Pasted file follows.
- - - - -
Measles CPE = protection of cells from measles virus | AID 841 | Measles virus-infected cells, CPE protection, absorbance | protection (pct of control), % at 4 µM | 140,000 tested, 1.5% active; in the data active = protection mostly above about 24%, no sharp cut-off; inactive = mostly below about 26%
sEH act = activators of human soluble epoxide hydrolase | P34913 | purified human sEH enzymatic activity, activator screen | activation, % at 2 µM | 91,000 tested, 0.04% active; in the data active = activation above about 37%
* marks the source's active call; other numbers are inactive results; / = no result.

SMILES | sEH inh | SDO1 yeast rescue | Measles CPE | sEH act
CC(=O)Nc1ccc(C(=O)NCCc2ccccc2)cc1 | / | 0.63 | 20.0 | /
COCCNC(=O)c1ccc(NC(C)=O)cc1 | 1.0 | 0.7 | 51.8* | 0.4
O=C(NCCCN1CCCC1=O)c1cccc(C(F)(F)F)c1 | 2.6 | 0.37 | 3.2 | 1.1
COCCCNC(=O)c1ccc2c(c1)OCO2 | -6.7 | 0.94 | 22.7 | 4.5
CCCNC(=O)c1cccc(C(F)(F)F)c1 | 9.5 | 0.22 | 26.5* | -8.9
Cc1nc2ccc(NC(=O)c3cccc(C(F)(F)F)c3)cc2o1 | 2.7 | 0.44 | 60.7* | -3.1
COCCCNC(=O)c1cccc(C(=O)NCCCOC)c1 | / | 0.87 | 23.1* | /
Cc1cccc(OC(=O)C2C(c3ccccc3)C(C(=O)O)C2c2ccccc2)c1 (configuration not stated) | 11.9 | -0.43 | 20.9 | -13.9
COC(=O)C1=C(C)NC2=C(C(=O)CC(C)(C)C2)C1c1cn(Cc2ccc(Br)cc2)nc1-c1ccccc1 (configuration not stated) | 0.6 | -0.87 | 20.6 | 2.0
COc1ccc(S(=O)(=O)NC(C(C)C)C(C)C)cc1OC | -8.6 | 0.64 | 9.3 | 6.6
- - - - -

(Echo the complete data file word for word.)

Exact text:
Measles CPE = protection of cells from measles virus | AID 841 | Measles virus-infected cells, CPE protection, absorbance | protection (pct of control), % at 4 µM | 140,000 tested, 1.5% active; in the data active = protection mostly above about 24%, no sharp cut-off; inactive = mostly below about 26%
sEH act = activators of human soluble epoxide hydrolase | P34913 | purified human sEH enzymatic activity, activator screen | activation, % at 2 µM | 91,000 tested, 0.04% active; in the data active = activation above about 37%
* marks the source's active call; other numbers are inactive results; / = no result.

SMILES | sEH inh | SDO1 yeast rescue | Measles CPE | sEH act
CC(=O)Nc1ccc(C(=O)NCCc2ccccc2)cc1 | / | 0.63 | 20.0 | /
COCCNC(=O)c1ccc(NC(C)=O)cc1 | 1.0 | 0.7 | 51.8* | 0.4
O=C(NCCCN1CCCC1=O)c1cccc(C(F)(F)F)c1 | 2.6 | 0.37 | 3.2 | 1.1
COCCCNC(=O)c1ccc2c(c1)OCO2 | -6.7 | 0.94 | 22.7 | 4.5
CCCNC(=O)c1cccc(C(F)(F)F)c1 | 9.5 | 0.22 | 26.5* | -8.9
Cc1nc2ccc(NC(=O)c3cccc(C(F)(F)F)c3)cc2o1 | 2.7 | 0.44 | 60.7* | -3.1
COCCCNC(=O)c1cccc(C(=O)NCCCOC)c1 | / | 0.87 | 23.1* | /
Cc1cccc(OC(=O)C2C(c3ccccc3)C(C(=O)O)C2c2ccccc2)c1 (configuration not stated) | 11.9 | -0.43 | 20.9 | -13.9
COC(=O)C1=C(C)NC2=C(C(=O)CC(C)(C)C2)C1c1cn(Cc2ccc(Br)cc2)nc1-c1ccccc1 (configuration not stated) | 0.6 | -0.87 | 20.6 | 2.0
COc1ccc(S(=O)(=O)NC(C(C)C)C(C)C)cc1OC | -8.6 | 0.64 | 9.3 | 6.6